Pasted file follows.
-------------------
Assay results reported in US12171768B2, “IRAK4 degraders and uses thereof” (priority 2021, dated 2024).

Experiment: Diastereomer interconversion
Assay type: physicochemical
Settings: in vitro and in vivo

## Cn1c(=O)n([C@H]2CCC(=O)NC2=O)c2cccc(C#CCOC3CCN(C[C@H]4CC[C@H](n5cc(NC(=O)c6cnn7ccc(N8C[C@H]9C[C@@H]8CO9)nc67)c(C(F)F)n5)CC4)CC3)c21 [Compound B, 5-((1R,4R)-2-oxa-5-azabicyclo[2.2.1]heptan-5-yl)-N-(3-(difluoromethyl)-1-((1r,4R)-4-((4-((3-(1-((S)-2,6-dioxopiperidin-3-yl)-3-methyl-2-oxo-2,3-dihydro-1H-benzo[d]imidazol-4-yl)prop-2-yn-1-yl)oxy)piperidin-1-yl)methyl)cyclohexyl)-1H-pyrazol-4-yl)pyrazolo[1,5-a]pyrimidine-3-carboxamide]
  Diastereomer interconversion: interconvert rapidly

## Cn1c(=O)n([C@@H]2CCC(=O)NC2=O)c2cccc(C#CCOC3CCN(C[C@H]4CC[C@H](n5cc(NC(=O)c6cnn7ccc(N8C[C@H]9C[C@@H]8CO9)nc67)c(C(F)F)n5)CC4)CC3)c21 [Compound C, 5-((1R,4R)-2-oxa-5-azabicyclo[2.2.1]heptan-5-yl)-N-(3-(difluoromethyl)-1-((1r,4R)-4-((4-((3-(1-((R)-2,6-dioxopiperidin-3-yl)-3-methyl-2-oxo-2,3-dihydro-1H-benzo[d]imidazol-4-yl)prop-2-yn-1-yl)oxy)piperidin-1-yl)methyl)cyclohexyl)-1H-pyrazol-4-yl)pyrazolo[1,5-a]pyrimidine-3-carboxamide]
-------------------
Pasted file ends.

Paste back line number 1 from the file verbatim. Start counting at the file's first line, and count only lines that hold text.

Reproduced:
Assay results reported in US12171768B2, “IRAK4 degraders and uses thereof” (priority 2021, dated 2024).